Car Warranty Extension - Coverage, Prices and Providers

Akin to automotive insurance which provides your coverage and protection in the event of an accident, an extended warranty can cover your assets when it comes to mechanical breakdowns. One of the great uncertainties with a vehicle that is no longer covered by a manufacturer's warranty is “How much will it cost to fix this bad boy and get it back on the road quickly and safely?”. Shielding you from potentially large repair bills is the job of an extended warranty, but how to tell the good companies from the outright scammers? Read on.

Benefits of an Extended Car Warranty

  • Peace of mind. Many people when questioned as to why they are considering a new vehicle, one of the top reasons is the car is covered by a warranty, and that they do not have to worry about paying for unforeseen repairs. By removing this variable from car ownership, it places the owner more at ease.

  • Budgeting. By purchasing an extended warranty, it allows the owner to spread out a major portion of repairs over an agreed-upon period of time for an agreed-upon amount of money. Rather than having an unknown and potentially very pricey repair looming overhead, you can know that you will still have reliable transportation even when the inevitable happens.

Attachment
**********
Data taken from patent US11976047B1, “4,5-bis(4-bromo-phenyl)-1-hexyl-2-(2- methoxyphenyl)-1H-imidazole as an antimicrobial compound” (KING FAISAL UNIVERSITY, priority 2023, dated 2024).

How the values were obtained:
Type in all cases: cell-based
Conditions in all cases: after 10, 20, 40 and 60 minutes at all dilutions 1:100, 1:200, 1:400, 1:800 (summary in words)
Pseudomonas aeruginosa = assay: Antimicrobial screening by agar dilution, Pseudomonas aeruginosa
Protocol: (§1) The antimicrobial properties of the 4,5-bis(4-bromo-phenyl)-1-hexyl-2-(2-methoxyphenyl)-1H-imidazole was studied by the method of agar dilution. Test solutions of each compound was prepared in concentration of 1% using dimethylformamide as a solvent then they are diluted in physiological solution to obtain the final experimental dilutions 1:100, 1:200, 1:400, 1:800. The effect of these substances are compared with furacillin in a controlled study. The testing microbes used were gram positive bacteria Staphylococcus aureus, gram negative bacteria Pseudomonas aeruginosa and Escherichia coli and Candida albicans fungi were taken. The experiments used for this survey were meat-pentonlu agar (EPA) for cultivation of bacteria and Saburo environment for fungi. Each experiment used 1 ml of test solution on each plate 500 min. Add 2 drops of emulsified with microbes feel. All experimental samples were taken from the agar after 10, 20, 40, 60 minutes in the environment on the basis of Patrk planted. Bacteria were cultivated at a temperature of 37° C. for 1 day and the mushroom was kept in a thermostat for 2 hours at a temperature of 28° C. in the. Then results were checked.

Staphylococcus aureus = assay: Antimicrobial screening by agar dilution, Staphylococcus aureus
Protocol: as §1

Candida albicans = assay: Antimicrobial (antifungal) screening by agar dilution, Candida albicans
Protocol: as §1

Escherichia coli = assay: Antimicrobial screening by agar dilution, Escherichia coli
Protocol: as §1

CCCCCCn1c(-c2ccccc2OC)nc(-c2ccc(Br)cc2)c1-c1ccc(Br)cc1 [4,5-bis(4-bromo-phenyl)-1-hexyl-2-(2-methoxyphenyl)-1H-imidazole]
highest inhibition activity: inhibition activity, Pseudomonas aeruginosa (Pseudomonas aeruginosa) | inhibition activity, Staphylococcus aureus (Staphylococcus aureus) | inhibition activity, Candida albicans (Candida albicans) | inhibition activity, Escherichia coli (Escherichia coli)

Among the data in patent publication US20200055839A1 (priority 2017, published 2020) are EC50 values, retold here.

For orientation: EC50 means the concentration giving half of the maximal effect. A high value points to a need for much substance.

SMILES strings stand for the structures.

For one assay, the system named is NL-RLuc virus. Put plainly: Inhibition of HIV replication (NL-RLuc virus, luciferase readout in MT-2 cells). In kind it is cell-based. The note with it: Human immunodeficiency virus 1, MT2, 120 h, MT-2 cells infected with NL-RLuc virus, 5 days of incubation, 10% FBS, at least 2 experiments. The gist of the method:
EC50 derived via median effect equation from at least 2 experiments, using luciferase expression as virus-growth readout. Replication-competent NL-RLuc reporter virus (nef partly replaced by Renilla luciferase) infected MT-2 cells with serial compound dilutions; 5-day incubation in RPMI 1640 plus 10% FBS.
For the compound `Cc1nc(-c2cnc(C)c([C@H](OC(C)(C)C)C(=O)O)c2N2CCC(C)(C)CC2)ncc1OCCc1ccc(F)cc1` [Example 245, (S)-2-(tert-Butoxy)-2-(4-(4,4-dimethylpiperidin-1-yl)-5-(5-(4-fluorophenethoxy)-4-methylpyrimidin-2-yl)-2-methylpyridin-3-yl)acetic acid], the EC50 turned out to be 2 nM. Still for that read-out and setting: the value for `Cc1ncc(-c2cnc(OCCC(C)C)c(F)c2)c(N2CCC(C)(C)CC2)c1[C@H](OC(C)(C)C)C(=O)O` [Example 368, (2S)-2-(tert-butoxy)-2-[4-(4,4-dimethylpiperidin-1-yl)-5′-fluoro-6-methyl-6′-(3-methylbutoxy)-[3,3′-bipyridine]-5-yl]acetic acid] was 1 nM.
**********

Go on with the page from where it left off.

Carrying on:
• Resale Value. Some plans are transferable. Cars under warranty are maintained better for a couple different reasons. Preventative maintenance is exactly that - service that is periodically performed to mitigate larger repairs. An owner will follow the maintenance guidelines as set forth by the manufacturer to stave off larger repairs on their own accord or as mandated by the extended warranty agreement. A better maintained vehicle that is also protected against large repair bills will command more money from the next owner.

Who Should Consider a Car Warranty Extension

  • Owners of unreliable brands. You may have already experienced this - you’re regularly having questions about why is my car acting up, making funny noises and what on earth is THAT light on the dash all about?!? If yours is one of those that constantly keeps you on your toes, or you wake up bolt upright out of bed but only to realize that WASN’T a dream, an extended warranty may be for you. Many times, the unreliable brand may also be a desirable brand and that’s the real reason why you put up with it. When you’re on a first name basis with your local repair shop and when they answer the phone it’s with the familiarity of a good high-school friend, you may want to consider an extended warranty.

  • Owners of expensive to repair brands. Having been in the car business almost 20 years and being a life-long car nut, I can name names but I won’t - to protect the not-so-innocent. Many times, to add insult to injury, the ones that are expensive to repair are also the unreliables ones too. Due to more exotic materials and very complex repair procedures (read lots of labor time), some vehicles just plain cost a lot to repair. Generally, the more expensive the car was to purchase new, the more bells and whistles it has - the more it will cost to maintain and repair. As my dad so eloquently put it, “It’s one more thing to break”. As a word of advice - if you’ve found a relatively new car that looks GREAT and costs pennies-on-the-dollar to buy today - there’s a reason why (barring a salvage title), it’s because it costs a fortune to repair. You’ve been warned.